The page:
Rate cut to pressure the pound

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Many Predicted that the British pound would surge after the resounding win by Boris Johnson’s conservative party in the recent UK elections which has paved the way for the UK to leave the European Union on January 31st and let the country get back to some type of economic stability that has been thrown into chaos with the years of uncertainty surrounding Brexit.

But the reality is the British pound has been under pressure ever since the election as the market digests the damage caused by Brexit and has now left people wondering just how long it will take the economy to get back on track.

Any sudden rate cuts by the Bank of England are not priced into the Sterling as of now and with Governor Mark Carney noting last week that rate cuts will surely follow if there are any signs that the British economy is under pressure.

He noted the BOE has the ammunition to deliver 250 basis points of easing in response to a downturn in the economy even though the current interest rate in the UK sits at 0.75 percent.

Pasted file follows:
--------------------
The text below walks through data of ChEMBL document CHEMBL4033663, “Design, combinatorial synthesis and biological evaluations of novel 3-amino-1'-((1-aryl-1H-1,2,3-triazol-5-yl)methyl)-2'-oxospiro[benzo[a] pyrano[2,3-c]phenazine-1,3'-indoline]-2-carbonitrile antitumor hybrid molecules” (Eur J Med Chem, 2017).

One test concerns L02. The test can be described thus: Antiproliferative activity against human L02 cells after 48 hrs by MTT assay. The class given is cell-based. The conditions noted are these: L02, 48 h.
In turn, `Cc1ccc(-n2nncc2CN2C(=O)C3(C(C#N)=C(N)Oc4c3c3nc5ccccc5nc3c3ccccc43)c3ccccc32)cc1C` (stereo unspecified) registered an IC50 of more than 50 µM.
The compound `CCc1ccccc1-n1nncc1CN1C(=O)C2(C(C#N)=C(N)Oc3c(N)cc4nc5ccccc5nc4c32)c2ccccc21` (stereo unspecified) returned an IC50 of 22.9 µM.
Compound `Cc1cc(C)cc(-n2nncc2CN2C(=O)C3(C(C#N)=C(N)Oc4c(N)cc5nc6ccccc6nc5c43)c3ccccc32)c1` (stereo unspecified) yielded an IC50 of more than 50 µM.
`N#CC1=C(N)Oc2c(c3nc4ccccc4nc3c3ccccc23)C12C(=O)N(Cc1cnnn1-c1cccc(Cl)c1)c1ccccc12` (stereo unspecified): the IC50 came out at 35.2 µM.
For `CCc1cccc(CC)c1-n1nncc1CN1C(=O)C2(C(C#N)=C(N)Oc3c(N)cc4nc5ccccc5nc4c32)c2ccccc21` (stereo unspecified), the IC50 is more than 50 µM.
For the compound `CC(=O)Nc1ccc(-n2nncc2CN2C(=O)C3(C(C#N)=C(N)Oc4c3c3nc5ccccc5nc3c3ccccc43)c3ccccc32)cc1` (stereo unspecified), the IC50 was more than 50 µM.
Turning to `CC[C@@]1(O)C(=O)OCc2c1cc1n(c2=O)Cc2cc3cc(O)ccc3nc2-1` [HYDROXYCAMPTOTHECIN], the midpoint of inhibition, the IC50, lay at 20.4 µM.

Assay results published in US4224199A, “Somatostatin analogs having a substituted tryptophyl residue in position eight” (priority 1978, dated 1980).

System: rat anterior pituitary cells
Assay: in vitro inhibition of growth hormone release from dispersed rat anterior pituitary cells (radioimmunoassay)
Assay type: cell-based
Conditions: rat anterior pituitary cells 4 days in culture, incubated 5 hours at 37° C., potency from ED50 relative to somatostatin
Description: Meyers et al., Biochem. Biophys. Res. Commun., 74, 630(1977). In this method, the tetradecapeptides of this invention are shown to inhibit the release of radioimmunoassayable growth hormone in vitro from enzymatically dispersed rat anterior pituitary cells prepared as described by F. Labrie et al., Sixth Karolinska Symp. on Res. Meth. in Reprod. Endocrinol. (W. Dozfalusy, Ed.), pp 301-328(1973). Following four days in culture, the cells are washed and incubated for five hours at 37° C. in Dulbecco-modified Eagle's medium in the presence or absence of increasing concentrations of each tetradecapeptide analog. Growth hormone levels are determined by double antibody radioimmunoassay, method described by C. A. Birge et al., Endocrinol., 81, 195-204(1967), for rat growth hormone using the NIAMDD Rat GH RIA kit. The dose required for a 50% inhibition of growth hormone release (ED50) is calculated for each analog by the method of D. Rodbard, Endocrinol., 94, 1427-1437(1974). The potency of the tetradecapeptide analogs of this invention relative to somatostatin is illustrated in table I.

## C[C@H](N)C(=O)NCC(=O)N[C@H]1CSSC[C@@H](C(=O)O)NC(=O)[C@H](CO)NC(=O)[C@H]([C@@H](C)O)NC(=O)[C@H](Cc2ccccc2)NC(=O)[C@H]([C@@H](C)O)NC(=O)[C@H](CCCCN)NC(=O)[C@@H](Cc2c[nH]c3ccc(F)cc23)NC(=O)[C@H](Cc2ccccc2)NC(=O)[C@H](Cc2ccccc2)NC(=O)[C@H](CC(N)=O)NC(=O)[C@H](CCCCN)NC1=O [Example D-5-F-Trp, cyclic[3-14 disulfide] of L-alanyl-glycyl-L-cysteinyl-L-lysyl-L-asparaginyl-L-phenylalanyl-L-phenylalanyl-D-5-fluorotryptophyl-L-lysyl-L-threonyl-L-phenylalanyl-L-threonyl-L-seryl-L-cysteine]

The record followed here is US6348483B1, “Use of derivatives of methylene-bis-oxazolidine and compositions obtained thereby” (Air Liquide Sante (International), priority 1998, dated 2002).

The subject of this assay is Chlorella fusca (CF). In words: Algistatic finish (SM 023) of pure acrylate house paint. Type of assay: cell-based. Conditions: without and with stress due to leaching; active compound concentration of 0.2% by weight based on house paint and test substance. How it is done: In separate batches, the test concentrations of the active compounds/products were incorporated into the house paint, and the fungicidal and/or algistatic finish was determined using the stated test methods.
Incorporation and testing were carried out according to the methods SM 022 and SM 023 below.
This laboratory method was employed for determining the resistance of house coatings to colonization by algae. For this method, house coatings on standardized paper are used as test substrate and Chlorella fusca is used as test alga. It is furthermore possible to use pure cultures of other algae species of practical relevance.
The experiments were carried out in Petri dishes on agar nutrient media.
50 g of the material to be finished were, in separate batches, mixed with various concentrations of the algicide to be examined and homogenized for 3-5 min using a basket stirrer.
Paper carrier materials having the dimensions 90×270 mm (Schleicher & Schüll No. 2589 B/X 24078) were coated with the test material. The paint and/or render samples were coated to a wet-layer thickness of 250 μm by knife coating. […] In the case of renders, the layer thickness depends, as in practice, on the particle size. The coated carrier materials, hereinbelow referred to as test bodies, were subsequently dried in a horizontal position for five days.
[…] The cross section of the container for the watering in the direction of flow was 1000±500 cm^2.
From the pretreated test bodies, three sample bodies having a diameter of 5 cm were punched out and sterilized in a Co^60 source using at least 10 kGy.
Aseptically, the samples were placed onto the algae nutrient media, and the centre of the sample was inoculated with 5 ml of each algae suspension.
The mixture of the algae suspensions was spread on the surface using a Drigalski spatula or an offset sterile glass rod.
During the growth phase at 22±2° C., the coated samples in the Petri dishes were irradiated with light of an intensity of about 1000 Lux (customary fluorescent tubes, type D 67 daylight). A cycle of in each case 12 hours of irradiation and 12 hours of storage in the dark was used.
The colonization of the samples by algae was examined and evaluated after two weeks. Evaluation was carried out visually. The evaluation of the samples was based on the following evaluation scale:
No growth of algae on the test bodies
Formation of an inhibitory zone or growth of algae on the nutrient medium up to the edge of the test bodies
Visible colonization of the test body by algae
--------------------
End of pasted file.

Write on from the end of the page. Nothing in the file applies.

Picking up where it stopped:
The next few economic news releases are crucial for the British pound and any sign of weakness will see rate cut bets rise and as a result a weaker pound.

Some believe a rate cut is sure to be delivered in the next 2 weeks which will come as  surprise to many and drive the pound lower.

"The likelihood is the UK economy records a contraction in Q4," says Richard Grace, head of FX strategy at Commonwealth Bank of Australia.

"Given the sluggishness in the economy and the transitional headwinds of the Brexit process, we believe the UK economy requires both monetary and fiscal stimulus. We believe the Bank of England will cut rates by 25bp on 30 January. "We believe GBP will depreciate to the 200-day moving-average of 1.2691. GBP/USD is particularly sensitive to UK-US interest rate differentials.”He added.

Today’s release of the latest inflation figures from the UK as well as Friday's retail sales numbers will be the economic drivers and depending on the numbers may well be the decisive factors in a rate cut from the BOE

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